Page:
Calcitonin gene-related peptide (“CGRP”) is a 37-amino acid neuropeptide which is the most potent naturally occurring vasodilator peptide in the human body. CGRP is distributed throughout the central and peripheral nervous systems, and is found in areas that ate known to be involved in cardiovascular function (Wimalawansa, S., Critical Reviews in Neurobiology, 11:167-239 (1997)). Peripherally, CGRP is found in the heart, particularly in association with the sinoatrial and atrioventricular nodes. In addition, CGRP is found in nerve fibers that form a dense periadventitial network throughout the peripheral vascular system, including the cerebral, coronary, and renal arteries. CGRP has prominent cardiovascular effects, including vasodilation and positive chronotropic and inotropic effects, which may play an important role in normal cardiovascular function (Wimalawansa, S., Endocrine Reviews. 17:208:217 (1996)).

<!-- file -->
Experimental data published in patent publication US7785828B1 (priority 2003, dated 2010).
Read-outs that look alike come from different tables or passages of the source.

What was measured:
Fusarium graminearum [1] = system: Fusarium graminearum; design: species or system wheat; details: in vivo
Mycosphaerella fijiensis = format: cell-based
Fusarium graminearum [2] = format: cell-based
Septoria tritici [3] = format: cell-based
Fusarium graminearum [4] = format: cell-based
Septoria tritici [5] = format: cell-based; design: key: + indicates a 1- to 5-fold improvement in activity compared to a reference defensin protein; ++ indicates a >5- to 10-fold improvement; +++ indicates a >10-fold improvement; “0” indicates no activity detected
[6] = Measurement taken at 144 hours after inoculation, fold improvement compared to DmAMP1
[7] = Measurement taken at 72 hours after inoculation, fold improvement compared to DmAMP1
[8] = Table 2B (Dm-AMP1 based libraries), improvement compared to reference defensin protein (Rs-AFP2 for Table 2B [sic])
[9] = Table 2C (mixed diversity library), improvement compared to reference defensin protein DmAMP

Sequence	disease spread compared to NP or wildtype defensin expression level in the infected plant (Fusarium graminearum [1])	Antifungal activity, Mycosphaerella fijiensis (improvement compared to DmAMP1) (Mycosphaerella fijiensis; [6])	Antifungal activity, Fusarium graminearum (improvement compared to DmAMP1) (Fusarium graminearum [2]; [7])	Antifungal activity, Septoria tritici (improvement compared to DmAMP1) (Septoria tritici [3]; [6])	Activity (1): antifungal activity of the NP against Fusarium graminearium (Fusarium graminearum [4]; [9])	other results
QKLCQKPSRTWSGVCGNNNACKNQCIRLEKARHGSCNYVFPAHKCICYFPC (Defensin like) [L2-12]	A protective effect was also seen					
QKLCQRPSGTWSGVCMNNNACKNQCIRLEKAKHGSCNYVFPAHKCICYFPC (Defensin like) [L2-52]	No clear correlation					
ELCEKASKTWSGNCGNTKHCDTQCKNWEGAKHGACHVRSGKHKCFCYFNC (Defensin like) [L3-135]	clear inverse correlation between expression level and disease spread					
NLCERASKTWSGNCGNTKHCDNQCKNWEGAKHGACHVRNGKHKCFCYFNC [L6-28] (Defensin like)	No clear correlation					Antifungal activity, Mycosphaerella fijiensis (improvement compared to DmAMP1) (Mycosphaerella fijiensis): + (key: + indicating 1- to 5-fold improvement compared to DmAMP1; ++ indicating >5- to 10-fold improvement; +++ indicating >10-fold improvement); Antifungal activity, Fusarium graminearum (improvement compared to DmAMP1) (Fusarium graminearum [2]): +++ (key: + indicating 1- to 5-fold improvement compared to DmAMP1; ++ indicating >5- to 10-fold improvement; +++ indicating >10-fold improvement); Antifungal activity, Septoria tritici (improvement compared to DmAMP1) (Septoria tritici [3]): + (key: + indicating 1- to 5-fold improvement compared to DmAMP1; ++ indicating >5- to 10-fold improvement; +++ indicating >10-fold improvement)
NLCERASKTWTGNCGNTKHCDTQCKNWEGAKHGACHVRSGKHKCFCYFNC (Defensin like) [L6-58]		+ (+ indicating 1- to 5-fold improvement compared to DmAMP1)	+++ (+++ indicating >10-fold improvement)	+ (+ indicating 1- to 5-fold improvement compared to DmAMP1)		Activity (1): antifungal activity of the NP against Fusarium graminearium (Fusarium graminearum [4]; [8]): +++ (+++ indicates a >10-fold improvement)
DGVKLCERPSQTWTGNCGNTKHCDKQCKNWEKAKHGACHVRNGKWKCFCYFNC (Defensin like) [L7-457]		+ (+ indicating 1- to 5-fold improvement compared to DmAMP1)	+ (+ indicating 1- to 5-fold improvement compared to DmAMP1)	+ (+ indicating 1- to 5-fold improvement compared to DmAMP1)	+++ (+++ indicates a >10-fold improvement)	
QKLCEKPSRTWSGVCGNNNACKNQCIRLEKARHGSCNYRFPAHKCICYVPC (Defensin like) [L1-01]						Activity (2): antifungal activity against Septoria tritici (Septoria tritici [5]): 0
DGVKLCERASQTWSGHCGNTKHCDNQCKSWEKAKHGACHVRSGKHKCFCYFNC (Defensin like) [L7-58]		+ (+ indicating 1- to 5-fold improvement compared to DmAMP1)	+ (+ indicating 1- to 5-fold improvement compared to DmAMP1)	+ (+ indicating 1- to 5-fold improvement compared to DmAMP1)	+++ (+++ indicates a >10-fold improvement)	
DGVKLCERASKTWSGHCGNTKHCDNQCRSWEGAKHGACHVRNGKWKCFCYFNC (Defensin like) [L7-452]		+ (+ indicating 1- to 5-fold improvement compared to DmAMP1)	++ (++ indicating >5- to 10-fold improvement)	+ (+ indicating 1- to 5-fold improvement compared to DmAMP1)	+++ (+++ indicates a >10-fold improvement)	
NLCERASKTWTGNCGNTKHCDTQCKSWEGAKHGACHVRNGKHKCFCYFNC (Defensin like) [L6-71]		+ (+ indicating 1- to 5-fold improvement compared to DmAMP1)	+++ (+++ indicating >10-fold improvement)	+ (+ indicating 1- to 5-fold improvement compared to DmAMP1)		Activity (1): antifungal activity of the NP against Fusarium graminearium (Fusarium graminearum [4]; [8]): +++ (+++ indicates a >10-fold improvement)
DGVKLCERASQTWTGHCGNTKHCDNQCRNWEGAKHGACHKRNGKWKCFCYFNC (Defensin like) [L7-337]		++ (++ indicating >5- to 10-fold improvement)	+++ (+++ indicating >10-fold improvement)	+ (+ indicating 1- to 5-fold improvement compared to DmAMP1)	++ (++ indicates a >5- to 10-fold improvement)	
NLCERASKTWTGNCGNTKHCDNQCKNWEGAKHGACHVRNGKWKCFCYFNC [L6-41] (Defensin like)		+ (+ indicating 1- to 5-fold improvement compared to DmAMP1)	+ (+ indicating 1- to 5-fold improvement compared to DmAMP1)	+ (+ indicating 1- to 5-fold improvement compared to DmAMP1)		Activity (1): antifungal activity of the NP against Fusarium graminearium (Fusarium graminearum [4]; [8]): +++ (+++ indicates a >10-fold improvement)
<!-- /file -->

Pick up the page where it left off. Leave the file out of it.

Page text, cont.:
When administered, CGRP has pronounced cardiovascular benefits, including vasodilation, ischemic cardioprotection, reduction in infarction size due to heart attack, inhibition of platelet aggregation and smooth muscle cell proliferation which can potentially reduce the incidence of restenosis, increased renal function, and overall increased efficiency of cardiovascular functions. As a result of providing cardioprotection, minimizing reperfusion injury, and reducing infarction size, CGRP also promotes myocardial tissue salvage. CGRP also plays a role in regulating inotropy, chronotropy, microvascular permeability, vascular tone, and angiogenesis. CGRP also has significant advantages over conventional drug treatments. First, CGRP does not produce the potentially dangerous side effects, toxicity and tolerance associated with conventional cardiovascular drugs such as Nitroglycerin, Dobutamine and Natrecor. In fact, CGRP has been reported to down-regulate immune response via inhibition of cytokine release and has been safely administered to immuno-suppressed subjects without the induction of sensitivity. Second, because CGRP has multiple hemodynamic benefits, it can potentially reduce or eliminate the need for drug cocktails to maintain specific hemodynamic functions. Third, the biochemical activity of CORP is mediated through specific receptor binding sites concentrated in the heart, kidneys, and genitalia, and is known, to act on two specific CGRP receptor subtypes located on the surface of the endothelial and smooth muscle cells, respectively. Accordingly, CGRP exhibits virtually no side effects or tolerance when administered systemically.